When it comes to education, there is no “one-size-fits-all” approach. Every child learns differently, with varying strengths and weaknesses. Teachers and education professionals work hard to integrate the various needs of their students into a unified approach. But sometimes, teachers must tailor solutions to a child’s individual needs.
Accommodations of this sort might include extra time on tests, assistive technology, or condensed assignments. However, sometimes the concept of accommodations can be difficult to process, especially for children.
In her experience as Director of Exceptional Children in a South Carolina school district, Pam Brogdon often encountered many teachers who weren’t sure how to explain accommodations to their students. “How do I explain this child being allowed to use a calculator to my other students when they cannot use one?” teachers would ask.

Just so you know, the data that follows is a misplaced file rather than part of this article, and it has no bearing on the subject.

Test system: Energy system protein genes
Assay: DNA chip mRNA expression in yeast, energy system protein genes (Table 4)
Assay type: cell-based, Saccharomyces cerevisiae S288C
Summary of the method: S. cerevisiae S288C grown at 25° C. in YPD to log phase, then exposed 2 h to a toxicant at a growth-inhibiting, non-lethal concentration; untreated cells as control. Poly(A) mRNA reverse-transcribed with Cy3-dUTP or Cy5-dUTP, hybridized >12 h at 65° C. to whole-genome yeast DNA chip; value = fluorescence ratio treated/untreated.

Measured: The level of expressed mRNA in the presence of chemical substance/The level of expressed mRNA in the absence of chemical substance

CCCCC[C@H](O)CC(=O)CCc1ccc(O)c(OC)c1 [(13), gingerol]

Ms. Brogdon’s answer is simple: “Equal” is different from “fair.” She often uses the example of eyeglasses to explain. Rather than being an “unfair” advantage, they allow everyone to have equal vision.
In the same way, students who receive accommodations are not receiving an unfair advantage. They are simply being given the tools to learn and perform at the same level as their classmates. Accommodations are actually an equalizing tool.
To read Ms. Brogdon’s other suggestions about integrating accommodations in the classroom, click here.